Scholars' Blog

8 August 2020
Sharon Chau
By Sharon Chau

How is Coronavirus Affecting Democracy?

The COVID-19 pandemic, like all other crises, can be an enormous threat to democracy. UK local and mayoral elections have been postponed for a year, as have Hong Kong Legislative Council elections, while Donald Trump is suggesting postponing the American presidential election. Past experience suggests we should be wary of the precedent set by this delay.

Crises have always provided excuses for governments to increase their powers and subvert democracy. After the tragedy of 9/11 in the United States, the American government massively increased surveillance powers. 9/11 also facilitated the War on Terror, which led to disastrous wars in Afghanistan from 2001 and in Iraq from 2003. This was due to normal processes of democracy being weakened - many members of Congress were reluctant to speak out against the expansion of government powers for fear of being seen as unpatriotic. Similarly, the failed coup attempt in Turkey in 2016 allowed Erdogan to impose a two-year state of emergency with sweeping powers to stifle dissent. Since this emergency rule was declared, more than 150,000 civil servants have been purged and 77,000 people suspected of links to the coup charged. As such, crises are fertile opportunities for democracies to permanently change the government’s scope of power.

Despite these alarming examples, the UK probably doesn’t have too much to worry about - it has a strong tradition of democracy, and Boris Johnson does not seem to have that much of an authoritarian streak. In addition, local and mayoral elections are not that significant, seen by how local elections in May 2018 had a mere turnout of 35%.

However, the postponing of Legislative Council elections in Hong Kong is more distressing. The Legislative Council, or LegCo for short, is equivalent to the UK’s Houses of Parliament, and LegCo elections are the largest ones in Hong Kong. The delay comes in the face of the recent National Security Law, which intends to prevent, stop and punish acts in Hong Kong that threaten national security. Such actions include secessionist and subversive activity, together with foreign interference and terrorism. Many are afraid this law will be used in a blanket manner for Beijing to purge dissenters, as Beijing had previously used similar laws to purge mainland dissidents. The law could be used to bar opposition activists from running in elections on the grounds of sedition, especially for localist or pro-independence candidates.

This fear has already become a reality. Just two weeks ago, 12 pro-democracy figures were disqualified from standing as candidates in the LegCo election on the grounds that they do not respect the Basic Law. This may be the first step towards the gradual erosion of democracy in Hong Kong. Postponing elections in the name of COVID-19 sets a terrible precedent, allowing the Hong Kong government to change the dates of elections provided there is a somewhat justifiable reason to do so. We Hongkongers must not let this slide and allow our government to use public health as an excuse to undermine dearly-held democratic freedoms.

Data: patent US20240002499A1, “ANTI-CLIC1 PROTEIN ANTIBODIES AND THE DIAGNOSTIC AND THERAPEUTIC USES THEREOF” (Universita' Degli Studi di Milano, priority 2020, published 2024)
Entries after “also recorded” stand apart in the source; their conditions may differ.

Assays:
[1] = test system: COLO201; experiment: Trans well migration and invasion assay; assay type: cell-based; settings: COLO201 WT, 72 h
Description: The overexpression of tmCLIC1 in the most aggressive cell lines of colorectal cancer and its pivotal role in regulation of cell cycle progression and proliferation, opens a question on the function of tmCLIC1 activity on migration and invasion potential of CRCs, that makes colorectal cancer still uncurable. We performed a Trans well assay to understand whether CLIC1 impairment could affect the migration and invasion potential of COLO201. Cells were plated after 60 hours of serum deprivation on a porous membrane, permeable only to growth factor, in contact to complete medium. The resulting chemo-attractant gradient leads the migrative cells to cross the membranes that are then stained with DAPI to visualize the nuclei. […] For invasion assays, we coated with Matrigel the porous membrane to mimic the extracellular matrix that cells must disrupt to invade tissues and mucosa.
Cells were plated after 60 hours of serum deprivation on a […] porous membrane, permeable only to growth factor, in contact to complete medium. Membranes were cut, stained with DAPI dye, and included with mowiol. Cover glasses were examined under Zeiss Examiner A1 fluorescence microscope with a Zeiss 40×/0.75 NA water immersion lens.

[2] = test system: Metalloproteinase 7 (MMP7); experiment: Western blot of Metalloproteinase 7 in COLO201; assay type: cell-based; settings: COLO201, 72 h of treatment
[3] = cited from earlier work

Even though turning up to vote might genuinely pose a health risk, postponing elections is not the only option. Postal voting can also work, and has worked very well in the UK in the past. 18% of votes in the 2017 Parliamentary Election were postal votes, a steady increase from previous years. Mandating everyone to register and to vote through post should not be too difficult for most individuals, though the UK government has to make sure those with relatively limited access to technology are able to vote. This can be beneficial to democracy - with most people registered for postal ballots, this allows them to vote by post in subsequent elections as well. This decreases the future opportunity cost of voting and will likely increase turnout in the long run. Similarly, postal voting should also be implemented in Hong Kong instead of delaying the elections. The Hong Kong government recently had a scheme of distributing HKD 10,000 (around £1,000) to all adult citizens, and another project which distributed reusable masks to those who had registered online. If they are able to do that, mandating online registration and allowing online voting should not face too many roadblocks either.

History has taught us that crises can be a powerful tool wielded by governments to increase power. We must prevent the COVID-19 pandemic from doing the same. Postponing elections might just be a one-off, genuinely benevolent action, but it could set a terrible precedent and lead to democratic backsliding, especially in places where democracy is already under threat. We must not let this slide.


About the author
Sharon Chau, Kwok Scholar 2020, will be reading the Philosophy, Politics and Economics degree at the University of Oxford. This article is published on her blog “Brave New Utopias” on 8 August 2020.